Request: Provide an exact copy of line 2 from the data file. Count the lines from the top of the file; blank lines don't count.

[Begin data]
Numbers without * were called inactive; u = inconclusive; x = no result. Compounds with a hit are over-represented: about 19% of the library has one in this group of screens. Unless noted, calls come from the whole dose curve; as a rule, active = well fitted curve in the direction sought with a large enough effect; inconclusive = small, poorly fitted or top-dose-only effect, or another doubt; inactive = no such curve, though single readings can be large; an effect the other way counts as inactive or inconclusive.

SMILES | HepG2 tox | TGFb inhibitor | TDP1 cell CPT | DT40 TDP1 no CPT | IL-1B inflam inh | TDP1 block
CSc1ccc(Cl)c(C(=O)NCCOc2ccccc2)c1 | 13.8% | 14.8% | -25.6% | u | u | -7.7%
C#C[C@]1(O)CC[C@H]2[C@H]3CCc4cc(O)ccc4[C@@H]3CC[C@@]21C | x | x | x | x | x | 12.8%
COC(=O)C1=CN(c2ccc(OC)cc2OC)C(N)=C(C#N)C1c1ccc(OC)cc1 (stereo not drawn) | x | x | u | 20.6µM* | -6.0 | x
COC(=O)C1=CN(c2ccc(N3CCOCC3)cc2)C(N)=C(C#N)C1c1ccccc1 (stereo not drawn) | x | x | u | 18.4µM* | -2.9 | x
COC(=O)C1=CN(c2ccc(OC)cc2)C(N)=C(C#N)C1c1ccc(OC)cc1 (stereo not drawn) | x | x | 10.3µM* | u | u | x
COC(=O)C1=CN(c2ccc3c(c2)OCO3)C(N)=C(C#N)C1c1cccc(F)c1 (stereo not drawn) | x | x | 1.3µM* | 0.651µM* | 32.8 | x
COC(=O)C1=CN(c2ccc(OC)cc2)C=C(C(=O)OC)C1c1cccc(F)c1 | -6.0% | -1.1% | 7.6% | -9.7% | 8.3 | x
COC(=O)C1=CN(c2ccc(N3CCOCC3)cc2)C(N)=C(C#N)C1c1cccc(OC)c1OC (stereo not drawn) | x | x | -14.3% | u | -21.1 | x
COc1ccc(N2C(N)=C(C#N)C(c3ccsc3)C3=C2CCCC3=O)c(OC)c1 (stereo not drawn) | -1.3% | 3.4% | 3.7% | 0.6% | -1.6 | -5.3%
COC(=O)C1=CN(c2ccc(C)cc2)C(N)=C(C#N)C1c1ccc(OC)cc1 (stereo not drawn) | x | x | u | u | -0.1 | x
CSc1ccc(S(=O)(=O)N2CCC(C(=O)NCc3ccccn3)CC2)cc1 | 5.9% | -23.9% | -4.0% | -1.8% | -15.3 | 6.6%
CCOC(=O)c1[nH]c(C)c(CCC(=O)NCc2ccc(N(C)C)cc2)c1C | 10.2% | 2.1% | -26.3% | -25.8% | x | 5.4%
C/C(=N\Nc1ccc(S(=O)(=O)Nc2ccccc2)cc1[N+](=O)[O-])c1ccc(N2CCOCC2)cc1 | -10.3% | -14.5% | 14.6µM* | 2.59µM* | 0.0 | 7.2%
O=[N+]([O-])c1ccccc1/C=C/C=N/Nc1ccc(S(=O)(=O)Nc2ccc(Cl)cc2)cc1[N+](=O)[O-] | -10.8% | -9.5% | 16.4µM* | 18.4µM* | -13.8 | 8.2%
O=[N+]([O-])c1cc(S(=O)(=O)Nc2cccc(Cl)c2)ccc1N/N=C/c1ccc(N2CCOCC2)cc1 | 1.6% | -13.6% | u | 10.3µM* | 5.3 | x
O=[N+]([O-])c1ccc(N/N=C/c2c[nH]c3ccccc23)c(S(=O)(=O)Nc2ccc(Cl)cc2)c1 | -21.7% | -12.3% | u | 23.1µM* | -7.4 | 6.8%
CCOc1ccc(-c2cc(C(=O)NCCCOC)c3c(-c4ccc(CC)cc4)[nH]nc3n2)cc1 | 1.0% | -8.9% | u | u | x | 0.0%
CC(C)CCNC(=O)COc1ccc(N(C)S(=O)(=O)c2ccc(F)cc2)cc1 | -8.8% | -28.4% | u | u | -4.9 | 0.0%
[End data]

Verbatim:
SMILES | HepG2 tox | TGFb inhibitor | TDP1 cell CPT | DT40 TDP1 no CPT | IL-1B inflam inh | TDP1 block